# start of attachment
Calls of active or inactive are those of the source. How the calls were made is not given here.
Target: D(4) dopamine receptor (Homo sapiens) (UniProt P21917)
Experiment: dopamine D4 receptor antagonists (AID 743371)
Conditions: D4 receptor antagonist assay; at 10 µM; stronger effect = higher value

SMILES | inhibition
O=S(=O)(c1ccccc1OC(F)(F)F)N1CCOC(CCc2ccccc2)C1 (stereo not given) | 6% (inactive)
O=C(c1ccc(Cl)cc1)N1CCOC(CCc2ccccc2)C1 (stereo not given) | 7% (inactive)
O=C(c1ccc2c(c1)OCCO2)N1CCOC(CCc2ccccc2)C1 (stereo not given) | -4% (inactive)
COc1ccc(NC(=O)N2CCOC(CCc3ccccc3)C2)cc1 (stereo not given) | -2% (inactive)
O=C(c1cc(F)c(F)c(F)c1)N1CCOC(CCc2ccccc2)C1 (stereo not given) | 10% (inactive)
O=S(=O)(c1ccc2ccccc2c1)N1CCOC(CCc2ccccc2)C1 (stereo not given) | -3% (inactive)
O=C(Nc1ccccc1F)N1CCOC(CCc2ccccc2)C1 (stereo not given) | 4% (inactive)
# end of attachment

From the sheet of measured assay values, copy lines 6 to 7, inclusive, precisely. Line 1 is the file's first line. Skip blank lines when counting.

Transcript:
O=S(=O)(c1ccccc1OC(F)(F)F)N1CCOC(CCc2ccccc2)C1 (stereo not given) | 6% (inactive)
O=C(c1ccc(Cl)cc1)N1CCOC(CCc2ccccc2)C1 (stereo not given) | 7% (inactive)